Anacardium occidentale
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Anacardium occidentale


  family anacardiaceae 
  genus anacardium 

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Genus  Anacardium Species  occidentale Variety  Cultivar  Common names  cashew Family  ANACARDIACEAE Specimen number  S6376 Data source  MedPl p164;Frgnt p323
Life cycle
Life form  Terrestrial Life cycle  Various Life span    Annual cycle  Not applicable Stature  Various Growth form  Not applicable Growth habit  Various Overall height    Overall spread   
Sunshine  Various Water  Various Optimal soil texture  Various Acceptable soil pH  Various USDA hardiness  Not classified AHS heat zones  Not classified Sunset climate zones  Not classified
Suitable for gardens  no Nursery  Unknown Compost  no Size at acquisition  Unknown Garden location  Unknown Garden notes  Anacardium occidentale has strong perfume scented flowers.
Special qualities
Tolerates drought  no Tolerates high humidity  no Tolerates seaside conditions  no Insect resistant  no Disease resistant  no Deer resistant  no Best uses    Symbiosis  Attracts butterflies  no Attracts hummingbirds  no Autumn foliage  no Colorful berries  no Desirable qualities    Other interest    Other interest color  Other interest period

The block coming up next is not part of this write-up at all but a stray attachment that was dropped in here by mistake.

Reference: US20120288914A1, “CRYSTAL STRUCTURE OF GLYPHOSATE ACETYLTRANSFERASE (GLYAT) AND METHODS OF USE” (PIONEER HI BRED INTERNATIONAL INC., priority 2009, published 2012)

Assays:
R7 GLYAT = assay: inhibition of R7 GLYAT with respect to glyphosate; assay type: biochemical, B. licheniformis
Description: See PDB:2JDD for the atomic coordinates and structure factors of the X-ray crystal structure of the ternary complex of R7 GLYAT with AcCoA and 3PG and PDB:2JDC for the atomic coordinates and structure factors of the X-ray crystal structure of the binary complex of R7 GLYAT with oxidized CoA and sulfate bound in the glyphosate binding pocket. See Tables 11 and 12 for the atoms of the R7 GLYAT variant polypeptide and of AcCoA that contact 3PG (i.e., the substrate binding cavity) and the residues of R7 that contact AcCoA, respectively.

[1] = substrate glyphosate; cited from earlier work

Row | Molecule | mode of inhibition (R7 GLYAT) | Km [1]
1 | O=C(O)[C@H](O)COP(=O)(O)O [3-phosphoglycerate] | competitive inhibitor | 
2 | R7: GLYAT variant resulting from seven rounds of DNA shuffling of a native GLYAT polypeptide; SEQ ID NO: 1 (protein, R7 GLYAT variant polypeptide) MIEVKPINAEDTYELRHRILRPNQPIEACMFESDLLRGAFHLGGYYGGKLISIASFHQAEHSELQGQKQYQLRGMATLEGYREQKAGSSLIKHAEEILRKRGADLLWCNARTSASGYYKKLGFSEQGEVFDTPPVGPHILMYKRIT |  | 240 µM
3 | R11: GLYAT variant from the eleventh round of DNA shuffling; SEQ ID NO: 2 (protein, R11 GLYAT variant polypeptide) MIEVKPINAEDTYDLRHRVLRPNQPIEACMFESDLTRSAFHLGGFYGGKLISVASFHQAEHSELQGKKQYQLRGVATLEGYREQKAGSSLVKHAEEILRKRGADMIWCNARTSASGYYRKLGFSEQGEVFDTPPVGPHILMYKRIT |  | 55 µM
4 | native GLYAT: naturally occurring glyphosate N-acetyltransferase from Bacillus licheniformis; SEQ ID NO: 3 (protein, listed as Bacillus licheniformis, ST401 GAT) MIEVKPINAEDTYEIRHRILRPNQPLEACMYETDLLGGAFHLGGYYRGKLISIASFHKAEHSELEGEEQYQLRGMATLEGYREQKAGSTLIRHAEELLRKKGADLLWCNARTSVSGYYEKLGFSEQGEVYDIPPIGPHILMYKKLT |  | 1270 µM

Adverse factors
Common pests  Poisonous parts  Poisonous indications  Internal poison  no Dermatologic poison  no Livestock poison  no Mechanical injury  no Hay fever pollen    Hay fever season    Adverse qualities   
Herbal medicine
Medicinal properties  purgative   antifungal   detoxifier Medicinal parts  Nuts   Leaves   Root   Bark   Gum Has medicinal uses  yes Do not self-administer  no Do no use if pregnant  no Legally restricted  no Toxicity precautions  Cashew shell oil is irritating. Medicinal notes  Anacardium occidentale is used as a traditional herbal remedy. It's used as a purgative, an antifungal and a detoxifier. The nuts together with the leaves and the root and the bark and the gum are considered to be the valuable parts by the herbalist. Cashew shell oil is irritating.
Traditional uses
Parts used  Traditional uses  Contemporary uses  Fragrance  very fragrant Fragrance parts  Flowers Fragrance intensity  Strong Fragrance category  Perfume Dye parts  Dye color 
Propagule  Various Pollination method    Planting style    Crop spacing    Row spacing    Cold frame  Planting period    Harvesting period    Frost tolerance    Heat requirement    Fertilizer  Typical Time to harvest 
Is edible  no Culinary uses  Nutritional value  Edible parts  Description of edible parts Flavor / texture 
Horticulture notes  Anacardium occidentale is a native plant in the natural environment and is thought to originate from Tropical America.
Tag needs printing  no Collection notes 

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Last reviewed November 01, 2004   


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